Background: Interpreting gait data is challenging due to intersubject variability observed in the gait pattern of both normal and pathological populations. The objective of this study was to investigate the impact of using principal component analysis for grouping knee osteoarthritis (OA) patients' gait data in more homogeneous groups when studying the effect of a physiotherapy treatment.
Methods: Three-dimensional (3D) knee kinematic and kinetic data were recorded during the gait of 29 participants diagnosed with knee OA before and after they received 12 weeks of physiotherapy treatment. Principal component analysis was applied to extract groups of knee flexion/extension, adduction/abduction and internal/external rotation angle and moment data. The treatment's effect on parameters of interest was assessed using paired t-tests performed before and after grouping the knee kinematic data.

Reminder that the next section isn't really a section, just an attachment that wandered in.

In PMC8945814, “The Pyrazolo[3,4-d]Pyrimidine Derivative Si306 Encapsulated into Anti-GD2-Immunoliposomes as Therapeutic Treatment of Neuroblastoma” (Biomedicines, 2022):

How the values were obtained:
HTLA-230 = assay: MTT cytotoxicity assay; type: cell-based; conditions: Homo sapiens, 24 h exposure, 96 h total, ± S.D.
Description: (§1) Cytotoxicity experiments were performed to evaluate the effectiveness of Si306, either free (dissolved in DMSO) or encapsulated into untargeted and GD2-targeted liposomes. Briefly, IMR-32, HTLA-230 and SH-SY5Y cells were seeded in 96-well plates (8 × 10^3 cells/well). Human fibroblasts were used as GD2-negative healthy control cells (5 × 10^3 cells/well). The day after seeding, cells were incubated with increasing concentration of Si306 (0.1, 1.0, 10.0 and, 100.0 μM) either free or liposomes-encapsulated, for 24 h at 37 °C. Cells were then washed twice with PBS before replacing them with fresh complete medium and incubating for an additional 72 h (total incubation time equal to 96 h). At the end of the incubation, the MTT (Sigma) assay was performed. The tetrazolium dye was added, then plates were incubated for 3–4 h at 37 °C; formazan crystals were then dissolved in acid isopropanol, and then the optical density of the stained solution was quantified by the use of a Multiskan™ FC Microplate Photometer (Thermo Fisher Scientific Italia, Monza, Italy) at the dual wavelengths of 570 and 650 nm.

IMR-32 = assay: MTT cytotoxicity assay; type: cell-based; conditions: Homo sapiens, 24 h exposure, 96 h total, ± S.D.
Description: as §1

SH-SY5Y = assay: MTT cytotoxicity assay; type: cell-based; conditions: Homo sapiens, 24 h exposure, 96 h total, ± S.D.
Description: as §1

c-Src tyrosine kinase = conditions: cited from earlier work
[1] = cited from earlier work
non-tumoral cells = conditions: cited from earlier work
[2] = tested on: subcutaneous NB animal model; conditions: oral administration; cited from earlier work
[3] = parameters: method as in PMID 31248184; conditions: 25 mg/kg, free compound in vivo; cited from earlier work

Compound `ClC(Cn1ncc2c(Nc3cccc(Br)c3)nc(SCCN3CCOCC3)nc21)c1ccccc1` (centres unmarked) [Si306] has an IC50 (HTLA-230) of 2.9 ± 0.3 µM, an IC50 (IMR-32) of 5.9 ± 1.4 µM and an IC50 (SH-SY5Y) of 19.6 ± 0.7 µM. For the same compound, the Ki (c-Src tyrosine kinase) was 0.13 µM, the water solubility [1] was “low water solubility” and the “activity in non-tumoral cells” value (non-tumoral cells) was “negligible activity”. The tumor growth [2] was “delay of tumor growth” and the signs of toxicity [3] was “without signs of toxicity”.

Findings: Increased quadriceps and hamstring strength was observed following treatment (P<0.05). Except for the knee flexion/extension angle, two different groups (G(1) and G(2)) were extracted from the angle and moment data. When pre- and post-treatment analyses were performed considering the groups, participants exhibiting a G(2) knee moment pattern demonstrated a greater first peak flexion moment, lower adduction moment impulse and smaller rotation angle range post-treatment (P<0.05). When pre- and post-treatment comparisons were performed without grouping, the data showed no treatment effect.
Interpretation: The results of the present study suggest that the effect of physiotherapy on gait mechanics of knee osteoarthritis patients may be masked or underestimated if kinematic data are not separated into more homogeneous groups when performing pre- and post-treatment comparisons.
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